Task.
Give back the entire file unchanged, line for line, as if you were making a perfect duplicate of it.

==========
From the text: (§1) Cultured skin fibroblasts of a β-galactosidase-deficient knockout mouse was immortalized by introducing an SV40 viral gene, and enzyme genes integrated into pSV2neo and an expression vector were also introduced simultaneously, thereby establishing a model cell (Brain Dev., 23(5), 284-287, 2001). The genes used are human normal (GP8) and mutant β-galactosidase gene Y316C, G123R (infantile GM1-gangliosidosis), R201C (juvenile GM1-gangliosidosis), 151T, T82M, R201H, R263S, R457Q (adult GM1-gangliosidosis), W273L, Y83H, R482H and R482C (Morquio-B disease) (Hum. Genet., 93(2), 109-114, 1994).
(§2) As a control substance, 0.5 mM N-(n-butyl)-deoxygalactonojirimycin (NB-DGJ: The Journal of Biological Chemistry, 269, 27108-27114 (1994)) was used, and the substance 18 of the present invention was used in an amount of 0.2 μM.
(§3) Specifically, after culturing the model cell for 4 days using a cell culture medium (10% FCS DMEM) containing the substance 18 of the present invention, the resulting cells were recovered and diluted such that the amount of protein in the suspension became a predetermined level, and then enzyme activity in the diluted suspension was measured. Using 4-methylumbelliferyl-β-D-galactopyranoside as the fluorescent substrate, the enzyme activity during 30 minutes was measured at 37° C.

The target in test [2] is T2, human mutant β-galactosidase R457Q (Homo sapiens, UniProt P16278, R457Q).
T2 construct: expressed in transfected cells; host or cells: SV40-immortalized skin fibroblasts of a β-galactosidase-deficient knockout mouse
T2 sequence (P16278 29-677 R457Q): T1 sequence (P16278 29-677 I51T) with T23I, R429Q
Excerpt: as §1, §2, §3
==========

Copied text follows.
From the text: (§1) Cultured skin fibroblasts of a β-galactosidase-deficient knockout mouse was immortalized by introducing an SV40 viral gene, and enzyme genes integrated into pSV2neo and an expression vector were also introduced simultaneously, thereby establishing a model cell (Brain Dev., 23(5), 284-287, 2001). The genes used are human normal (GP8) and mutant β-galactosidase gene Y316C, G123R (infantile GM1-gangliosidosis), R201C (juvenile GM1-gangliosidosis), 151T, T82M, R201H, R263S, R457Q (adult GM1-gangliosidosis), W273L, Y83H, R482H and R482C (Morquio-B disease) (Hum. Genet., 93(2), 109-114, 1994).
(§2) As a control substance, 0.5 mM N-(n-butyl)-deoxygalactonojirimycin (NB-DGJ: The Journal of Biological Chemistry, 269, 27108-27114 (1994)) was used, and the substance 18 of the present invention was used in an amount of 0.2 μM.
(§3) Specifically, after culturing the model cell for 4 days using a cell culture medium (10% FCS DMEM) containing the substance 18 of the present invention, the resulting cells were recovered and diluted such that the amount of protein in the suspension became a predetermined level, and then enzyme activity in the diluted suspension was measured. Using 4-methylumbelliferyl-β-D-galactopyranoside as the fluorescent substrate, the enzyme activity during 30 minutes was measured at 37° C.

The target in test [2] is T2, human mutant β-galactosidase R457Q (Homo sapiens, UniProt P16278, R457Q).
T2 construct: expressed in transfected cells; host or cells: SV40-immortalized skin fibroblasts of a β-galactosidase-deficient knockout mouse
T2 sequence (P16278 29-677 R457Q): T1 sequence (P16278 29-677 I51T) with T23I, R429Q
Excerpt: as §1, §2, §3